Indian-origin British sculptor Anish Kapoor wins USD 1 million Israeli prize | world-news | Hindustan Times
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Indian-origin British sculptor Anish Kapoor wins USD 1 million Israeli prize

Well known Indian-origin British sculptor Anish Kapoor was named on Monday the winner of a prestigious USD 1 million Genesis prize by Israel for his commitment to Jewish values.

world Updated: Feb 06, 2017 16:26 IST
PTI
This file photo taken on September 9, 2015 shows British contemporary artist of Indian origin Anish Kapoor answering journalists' questions during a press conference in Eveux at the Dominican convent of Sainte-Marie de La Tourette. Kapoor has been named as this year's winner of the million-dollar Genesis Prize, awarded for commitment to Israel and Judaism, organisers said.
This file photo taken on September 9, 2015 shows British contemporary artist of Indian origin Anish Kapoor answering journalists' questions during a press conference in Eveux at the Dominican convent of Sainte-Marie de La Tourette. Kapoor has been named as this year's winner of the million-dollar Genesis Prize, awarded for commitment to Israel and Judaism, organisers said. (AFP Photo)

Well known Indian-origin British sculptor Anish Kapoor was named on Monday the winner of a prestigious USD 1 million Genesis prize by Israel for his commitment to Jewish values.

Kapoor, 62, spoke out against “abhorrent government policies” towards refugees as he was named the recipient of this year’s Genesis prize, dubbed Jewish Nobel.

The prize committee, headed by Jewish Agency chairman Natan Sharansky, acknowledged Kapoor as “one of the most influential and innovative artists of his generation”.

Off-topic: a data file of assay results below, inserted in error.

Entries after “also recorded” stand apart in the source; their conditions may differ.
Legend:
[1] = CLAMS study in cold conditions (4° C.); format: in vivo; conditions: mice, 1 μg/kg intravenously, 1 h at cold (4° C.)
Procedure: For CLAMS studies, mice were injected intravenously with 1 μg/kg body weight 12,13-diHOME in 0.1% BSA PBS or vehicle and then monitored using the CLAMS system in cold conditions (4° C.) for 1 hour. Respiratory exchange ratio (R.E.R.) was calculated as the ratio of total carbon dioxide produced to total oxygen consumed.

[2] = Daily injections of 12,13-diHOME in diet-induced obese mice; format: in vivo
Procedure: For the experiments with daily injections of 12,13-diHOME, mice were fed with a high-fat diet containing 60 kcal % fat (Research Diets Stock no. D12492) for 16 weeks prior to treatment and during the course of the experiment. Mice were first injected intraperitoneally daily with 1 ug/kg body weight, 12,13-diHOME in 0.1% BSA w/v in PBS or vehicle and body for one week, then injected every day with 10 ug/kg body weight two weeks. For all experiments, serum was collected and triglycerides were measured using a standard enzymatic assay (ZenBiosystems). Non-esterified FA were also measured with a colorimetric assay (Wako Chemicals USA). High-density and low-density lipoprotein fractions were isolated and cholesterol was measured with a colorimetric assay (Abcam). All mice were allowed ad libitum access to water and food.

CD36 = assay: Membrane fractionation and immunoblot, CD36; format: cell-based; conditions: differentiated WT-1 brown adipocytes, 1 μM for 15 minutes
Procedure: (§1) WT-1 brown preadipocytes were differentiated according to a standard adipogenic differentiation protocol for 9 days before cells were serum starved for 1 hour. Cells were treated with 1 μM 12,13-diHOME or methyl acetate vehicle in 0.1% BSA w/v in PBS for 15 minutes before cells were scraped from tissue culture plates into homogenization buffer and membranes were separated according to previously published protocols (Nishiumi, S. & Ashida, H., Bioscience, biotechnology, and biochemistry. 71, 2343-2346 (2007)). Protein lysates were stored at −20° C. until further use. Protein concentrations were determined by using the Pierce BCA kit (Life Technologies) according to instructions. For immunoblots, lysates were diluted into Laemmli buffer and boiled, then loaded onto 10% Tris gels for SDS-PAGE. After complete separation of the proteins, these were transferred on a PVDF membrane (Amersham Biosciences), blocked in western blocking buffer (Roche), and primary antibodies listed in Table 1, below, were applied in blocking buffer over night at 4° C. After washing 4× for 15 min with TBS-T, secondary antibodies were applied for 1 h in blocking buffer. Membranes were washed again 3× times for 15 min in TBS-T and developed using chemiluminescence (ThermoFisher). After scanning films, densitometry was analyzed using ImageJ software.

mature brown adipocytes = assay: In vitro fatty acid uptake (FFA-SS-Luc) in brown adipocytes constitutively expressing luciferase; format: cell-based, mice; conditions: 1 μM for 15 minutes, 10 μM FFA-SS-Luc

Kapoor joins Itzhak Perlman, former New York City mayor Michael Bloomberg, and actor-director Michael Douglas as recipients.

Kapoor said he would use the award money to help alleviate the refugee crisis and try to expand the Jewish community’s engagement in a global effort to aid Syrian refugees.

“Jewish identity and history have witnessed recurring conditions of indifference, persecution and Holocaust. Repeatedly, we have had to repossess ourselves and re-identify our communities,” Kapoor said.

“As inheritors and carriers of Jewish values, it is unseemly, therefore, for us to ignore the plight of people who are persecuted, who have lost everything and had to flee as refugees in mortal danger,” he said.

“Outsider consciousness resides at the heart of Jewish identity and this is what motivates me, while accepting the honour of the Genesis Prize, to re-gift the proceeds to refugee causes.”

“I am an artist, not a politician, and I feel I must speak out against indifference for the suffering of others. There are over 60 million refugees in the world today – whatever the geography of displacement, the refugees crisis is right here on our doorstep,” he said.

Stan Polovets, chairman and co-founder of the Genesis Prize Foundation, said the profound impact of Kapoor’s work continues a long history of Jewish contribution to the arts, while his social activism reaffirms the commitment of the Jewish people to humanitarian causes.

“We particularly admire how, in an age frequently characterised by cynicism and indifference, Anish continually advocates for the world’s disadvantaged – challenging all of us to do more to help wherever and whenever we can,” Polovets said.

“Anish’s commitment to alleviate the plight of Syrian refugees will resonate with the Jewish community, especially young Jews, everywhere.”